Tuesday, February 6, 2018

The Architect of the Holy Land


"As Jesus came near and saw the city, he wept over it..." (Luke 19:41)

From my very first visit to the Holy Land, and before I even knew his name, I have been drawn to the extraordinary work of the 20th century Franciscan monk and architect, Antonio Barluzzi. He was so enmeshed in Scripture that his churches tell the story of the places where pilgrims go to remember these key moments in the life of Jesus.

On previous visits I was able to see The Church of the Transfiguration on Mt. Tabor, which we did not get to this time. This past week we did get to The Church of the Beatitudes and The Shepherds' Field Church in Bethlehem. And today I got to what I think are my two favorites, The Church of All Nations In Gethsemane and Dominus Flevit, on the Mount of Olives, where Jesus wept over Jerusalem. The picture above was taken at this last church, shaped like a tear drop.

The image above, taken of the altar (not shown is the image of the mother hen at the foot of the altar) speaks to my faith. When we take the bread and bless it and break it and give it, we do so not to escape the world around us. We do so looking out at the world around us - knowing of it's own brokenness and of our call to be peacemakers. In sharing the bread and the cup we pray that we might become what we behold, and work toward the day when there is no more crying and every tear is wiped away.

Of course we live "in the meantime." We behold a city where the children of Abraham struggle to live together with an awareness of the dignity of one another. We commit to respect one another - and even, with God's help, to love one another. We commit to strive for justice and peace among all people.

Pray for the peace of Jerusalem.

Monday, February 5, 2018

Taking the Long View

I have not accentuated Israeli politics in this series of posts. I think that, to be very honest, I am just weary of polarizations. In past visits, I saw how deeply divided things are here. I felt the pain of the barrier that separates the Palestinian areas from Israel, and yet for a couple of years now we've been hearing about building "a great big beautiful wall" in our own nation on our southern border. I don't think walls are ever beautiful: not between East and West Berlin, not between North and South Korea, not between Israel and Palestine, not between Mexico and the United States. Nor between members of a congregation, or a family. They represent failure and they deepen fear and anxiety. This pilgrimage has not had me feeling "pity" for this nation, however, so much as worrying even more about where our own is headed...

It's easy to get discouraged. And yet, everywhere one goes, one meets people of good will. And it is possible to imagine, at least, that sanity might win the day. Our little pilgrim group is comprised of Christians and Jews. We are not all the same. We keep finding common ground and differences but they are not so much between our Jewish and Christian participants as they are about personality and experience. When we start building walls we all lose. When we listen and learn, and build bridges of understanding, we are all enriched. That's just true. It's not naive. It's hard work. But understanding the other leads to a deeper wisdom about self. So we take the long view, and we press on...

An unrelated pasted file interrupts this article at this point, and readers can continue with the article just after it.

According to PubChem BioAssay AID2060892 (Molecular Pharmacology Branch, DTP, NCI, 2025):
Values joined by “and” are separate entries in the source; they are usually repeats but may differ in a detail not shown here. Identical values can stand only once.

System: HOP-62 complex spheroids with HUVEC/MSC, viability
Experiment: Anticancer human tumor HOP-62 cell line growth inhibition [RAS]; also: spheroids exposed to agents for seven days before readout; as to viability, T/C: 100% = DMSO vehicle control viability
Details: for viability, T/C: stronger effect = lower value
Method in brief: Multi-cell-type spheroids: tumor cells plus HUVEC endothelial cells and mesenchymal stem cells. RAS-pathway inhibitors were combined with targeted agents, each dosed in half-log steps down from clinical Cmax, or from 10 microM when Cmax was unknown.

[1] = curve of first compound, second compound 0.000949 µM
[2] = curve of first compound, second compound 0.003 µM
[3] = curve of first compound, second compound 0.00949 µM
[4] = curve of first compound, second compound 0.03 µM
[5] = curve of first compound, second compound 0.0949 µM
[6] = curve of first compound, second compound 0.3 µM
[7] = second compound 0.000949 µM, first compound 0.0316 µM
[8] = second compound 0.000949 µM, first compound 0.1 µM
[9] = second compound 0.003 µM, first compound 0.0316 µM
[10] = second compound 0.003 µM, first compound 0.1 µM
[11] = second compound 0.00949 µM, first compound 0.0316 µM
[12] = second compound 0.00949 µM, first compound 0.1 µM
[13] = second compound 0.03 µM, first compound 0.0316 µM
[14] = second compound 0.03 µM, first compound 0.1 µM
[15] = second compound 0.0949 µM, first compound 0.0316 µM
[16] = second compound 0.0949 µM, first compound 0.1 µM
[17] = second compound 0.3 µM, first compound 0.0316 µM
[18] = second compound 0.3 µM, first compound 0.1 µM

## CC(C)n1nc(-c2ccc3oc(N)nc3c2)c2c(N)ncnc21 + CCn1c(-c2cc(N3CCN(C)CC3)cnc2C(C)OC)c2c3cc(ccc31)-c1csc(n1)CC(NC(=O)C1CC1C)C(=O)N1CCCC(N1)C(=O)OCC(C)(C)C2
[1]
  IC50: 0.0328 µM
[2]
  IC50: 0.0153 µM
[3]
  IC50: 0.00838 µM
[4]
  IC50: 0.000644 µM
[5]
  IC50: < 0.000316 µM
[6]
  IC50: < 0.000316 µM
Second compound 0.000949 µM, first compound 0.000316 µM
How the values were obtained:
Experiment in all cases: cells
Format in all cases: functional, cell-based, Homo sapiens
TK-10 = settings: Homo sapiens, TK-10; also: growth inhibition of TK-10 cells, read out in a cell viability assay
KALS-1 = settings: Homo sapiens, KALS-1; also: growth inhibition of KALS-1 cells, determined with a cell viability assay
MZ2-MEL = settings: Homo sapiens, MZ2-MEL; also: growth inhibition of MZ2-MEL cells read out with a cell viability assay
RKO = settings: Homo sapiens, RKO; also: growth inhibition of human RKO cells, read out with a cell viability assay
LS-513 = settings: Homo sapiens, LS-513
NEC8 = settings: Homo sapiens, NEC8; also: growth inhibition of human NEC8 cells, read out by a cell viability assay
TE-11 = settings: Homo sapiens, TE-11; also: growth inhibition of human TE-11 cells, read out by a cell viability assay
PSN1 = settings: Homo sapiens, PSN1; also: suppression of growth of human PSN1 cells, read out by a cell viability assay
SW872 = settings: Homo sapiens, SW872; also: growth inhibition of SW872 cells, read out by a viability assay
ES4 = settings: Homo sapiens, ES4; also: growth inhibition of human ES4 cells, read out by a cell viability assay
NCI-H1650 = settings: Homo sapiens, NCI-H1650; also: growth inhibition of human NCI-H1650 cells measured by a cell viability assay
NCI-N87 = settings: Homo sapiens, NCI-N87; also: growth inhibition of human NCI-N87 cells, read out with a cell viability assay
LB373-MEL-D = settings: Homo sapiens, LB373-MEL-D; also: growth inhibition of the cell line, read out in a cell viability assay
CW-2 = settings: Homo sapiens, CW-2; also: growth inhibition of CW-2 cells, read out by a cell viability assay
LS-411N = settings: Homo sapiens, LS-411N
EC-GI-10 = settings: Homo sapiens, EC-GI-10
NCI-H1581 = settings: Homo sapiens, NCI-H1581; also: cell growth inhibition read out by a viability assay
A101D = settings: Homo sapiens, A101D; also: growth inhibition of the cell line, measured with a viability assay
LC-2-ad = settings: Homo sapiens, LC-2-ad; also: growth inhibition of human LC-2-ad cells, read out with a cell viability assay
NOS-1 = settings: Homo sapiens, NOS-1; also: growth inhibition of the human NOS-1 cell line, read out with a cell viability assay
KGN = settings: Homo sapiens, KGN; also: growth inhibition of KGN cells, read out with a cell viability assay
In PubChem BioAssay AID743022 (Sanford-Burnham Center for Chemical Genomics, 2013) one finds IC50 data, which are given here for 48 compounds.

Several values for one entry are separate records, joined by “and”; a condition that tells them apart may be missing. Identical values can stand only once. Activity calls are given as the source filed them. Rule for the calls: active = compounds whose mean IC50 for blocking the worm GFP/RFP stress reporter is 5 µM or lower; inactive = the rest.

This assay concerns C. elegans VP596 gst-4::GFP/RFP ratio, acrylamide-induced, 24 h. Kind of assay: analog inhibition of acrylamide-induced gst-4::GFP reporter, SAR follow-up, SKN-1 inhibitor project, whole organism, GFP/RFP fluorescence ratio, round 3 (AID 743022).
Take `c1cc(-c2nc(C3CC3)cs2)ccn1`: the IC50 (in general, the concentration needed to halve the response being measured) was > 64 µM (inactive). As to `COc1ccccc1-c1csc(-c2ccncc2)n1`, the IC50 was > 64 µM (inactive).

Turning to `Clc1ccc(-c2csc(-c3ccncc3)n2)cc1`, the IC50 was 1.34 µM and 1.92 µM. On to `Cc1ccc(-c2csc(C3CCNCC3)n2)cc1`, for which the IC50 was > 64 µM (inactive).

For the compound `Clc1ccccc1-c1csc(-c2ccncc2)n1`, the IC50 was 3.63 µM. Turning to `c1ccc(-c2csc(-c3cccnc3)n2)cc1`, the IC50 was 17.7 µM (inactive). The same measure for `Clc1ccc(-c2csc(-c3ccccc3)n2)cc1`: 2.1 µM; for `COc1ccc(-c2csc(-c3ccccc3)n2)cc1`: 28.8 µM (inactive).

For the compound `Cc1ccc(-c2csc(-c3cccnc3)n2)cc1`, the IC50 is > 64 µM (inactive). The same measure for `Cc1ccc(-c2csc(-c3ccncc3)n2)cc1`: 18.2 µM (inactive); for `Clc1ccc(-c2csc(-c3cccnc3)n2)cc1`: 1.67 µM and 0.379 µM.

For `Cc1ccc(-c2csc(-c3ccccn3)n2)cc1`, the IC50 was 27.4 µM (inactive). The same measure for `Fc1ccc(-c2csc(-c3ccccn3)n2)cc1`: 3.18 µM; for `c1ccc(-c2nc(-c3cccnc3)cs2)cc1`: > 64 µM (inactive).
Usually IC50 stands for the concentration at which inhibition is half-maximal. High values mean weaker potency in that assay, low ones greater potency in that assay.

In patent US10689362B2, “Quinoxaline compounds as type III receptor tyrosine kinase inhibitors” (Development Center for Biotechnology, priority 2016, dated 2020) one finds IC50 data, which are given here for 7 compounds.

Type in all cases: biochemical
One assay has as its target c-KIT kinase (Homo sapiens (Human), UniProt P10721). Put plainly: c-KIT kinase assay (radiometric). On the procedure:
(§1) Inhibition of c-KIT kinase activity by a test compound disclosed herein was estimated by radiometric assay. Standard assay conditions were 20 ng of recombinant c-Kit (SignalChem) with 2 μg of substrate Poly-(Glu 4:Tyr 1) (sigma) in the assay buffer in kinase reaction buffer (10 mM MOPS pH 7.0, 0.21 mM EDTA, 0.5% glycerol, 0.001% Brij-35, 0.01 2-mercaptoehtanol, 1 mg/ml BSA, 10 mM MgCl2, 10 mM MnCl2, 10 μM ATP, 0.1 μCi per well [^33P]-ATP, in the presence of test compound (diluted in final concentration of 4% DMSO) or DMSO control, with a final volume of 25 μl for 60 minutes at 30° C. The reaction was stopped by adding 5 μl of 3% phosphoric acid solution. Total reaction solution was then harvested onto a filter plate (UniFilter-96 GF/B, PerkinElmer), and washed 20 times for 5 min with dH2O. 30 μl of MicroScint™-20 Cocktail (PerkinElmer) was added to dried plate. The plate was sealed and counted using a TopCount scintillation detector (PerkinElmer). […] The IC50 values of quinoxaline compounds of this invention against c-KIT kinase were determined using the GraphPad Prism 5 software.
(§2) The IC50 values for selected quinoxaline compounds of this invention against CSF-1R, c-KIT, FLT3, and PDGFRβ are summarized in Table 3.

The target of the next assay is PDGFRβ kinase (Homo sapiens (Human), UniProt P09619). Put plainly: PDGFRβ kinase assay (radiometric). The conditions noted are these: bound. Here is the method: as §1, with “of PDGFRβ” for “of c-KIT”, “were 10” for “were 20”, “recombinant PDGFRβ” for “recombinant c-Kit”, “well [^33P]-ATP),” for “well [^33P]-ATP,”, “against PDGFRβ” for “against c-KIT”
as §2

Today was a long day and our time here is now getting short. We spent a good chunk of this day learning about the Second Temple. Knowing something about that temple has implications for Jews, Christians, and Muslims, whose holy sites literally sit on top of each other. Tomorrow we'll go to the Temple Mount and the Dome of the Rock, as well as to the Church of the Holy Sepulcher. We are, as a group, moved in different ways by these differing experiences and they don't always fit neatly into our defined religious categories.

I think when religious symbols and holy places are on top of each other, they sometimes seem to be the causes of violence against those who are different from us. We may be tempted to think that the way forward is to have these symbols or places matter less. Or to become totally secular and beyond "superstition."

But this not only seems impossible to me, but counter to my experience. Rather, I think we must learn to go deeper. To take our own religious places and symbols quite seriously but to recognize them for what they are: gateways to the Divine. And then to approach one another with a kind of "holy envy." We might learn, as we have been doing here, to approach the other's traditions with wonder and curiosity and respect and to see how they, too, are gateways to the Divine. We are not the same. But we do, I think, find common ground, if common ground is what we seek. And then we can work together for peace on earth, and good will toward all.